Doing Due Diligence In Research

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Aug 12, 2011
This article is part of a series called Editor's Pick.

For those who are pure researchers – how do you do due diligence when you are doing a research project? Research by definition is “the systematic investigation into, and study of materials, sources etc. in order to establish facts and reach new conclusions.” Are we, as researchers, making sure we cross all our T’s and dot all our I’s when we are working on our searches?

Here’s a scenario that I’m sure everyone has encountered in their career: you come across the contact information of a potential candidate, copy/paste it into an email, and ship it off to the recruiter you are helping. The recruiter gets in touch with the potential candidate only to find out that he/she isn’t there at the company, or in a worst case scenario (which I personally have experienced) the person is deceased! What happened here?

The problem starts when as researchers we don’t cross-check our data. Taking one resource at its word is like only tasting one type of cabernet and declaring it the best overall, with absolutely no consideration of the other brands, blends, or vintages available. It is important to do due diligence in research and actually RE-search. Meaning – cross reference the information you have with other sources and make sure it’s up to date and accurate. The resource from which you got the original contact information might be a couple years old. That individual may have relocated or changed email addresses or no longer work at that company or, Heaven forbid, might have passed away since the information was published.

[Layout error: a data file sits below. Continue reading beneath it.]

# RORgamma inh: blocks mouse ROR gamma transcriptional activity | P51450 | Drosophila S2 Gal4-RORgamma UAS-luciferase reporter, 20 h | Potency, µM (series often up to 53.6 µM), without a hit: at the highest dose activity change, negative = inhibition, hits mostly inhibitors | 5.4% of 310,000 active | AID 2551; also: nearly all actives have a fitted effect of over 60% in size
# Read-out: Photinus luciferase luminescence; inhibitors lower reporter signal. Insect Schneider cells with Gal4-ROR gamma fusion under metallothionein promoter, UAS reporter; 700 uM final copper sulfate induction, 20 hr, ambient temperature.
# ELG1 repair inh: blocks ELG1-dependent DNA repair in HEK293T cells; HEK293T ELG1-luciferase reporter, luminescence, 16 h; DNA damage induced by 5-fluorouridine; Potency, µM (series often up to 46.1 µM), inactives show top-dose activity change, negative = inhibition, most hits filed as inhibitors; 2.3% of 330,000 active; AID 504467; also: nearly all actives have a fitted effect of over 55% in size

Be a good researcher and check your facts! Here are a couple of simple cross-checking suggestions to help you verify accuracy:

  • Use more than one search engine – they each index some different data so using only one will lead you to miss out on lots of information.
  • Check the company website for the person’s bio (if available).
  • See if the email address you have is still functioning — I like to use either or
  • Check social networks — often people will update a LinkedIn profile with new employment information or make a note on their Facebook page.
  • Validate the phone number using ZabaSearch, a White Pages reverse search, or this neat little tool shared by social engineer Kevin Mitnick called tnID — a sweet caller-id tool that will give you the name and estimated city and zip code of almost any mobile number. (Sorry, it only works for North American numbers.)  There are other tools available as well.
  • Note: those of you who are telephone sourcers may say that this is the ONLY way to go!

Just make sure that the information that you have is accurate, or you’ll end up wasting your time AND your recruiter’s time by providing them with incorrect information.

Will your information always be spot on? Nope – but you can at least say that you did your best to find the correct information. I honestly believe that we cannot call ourselves good researchers unless we are doing everything within our power to make sure that our information is correct. That means exploring ALL the possible avenues to fact-check and cross-reference our data. After all – our business depends on getting our facts straight and getting in touch with the right people. It makes sense to ensure that our research practices will assist us in making this happen as often as possible!

What are some of your favorite tools to use to help verify contact information? Share them in the comments below!

This article is part of a series called Editor's Pick.
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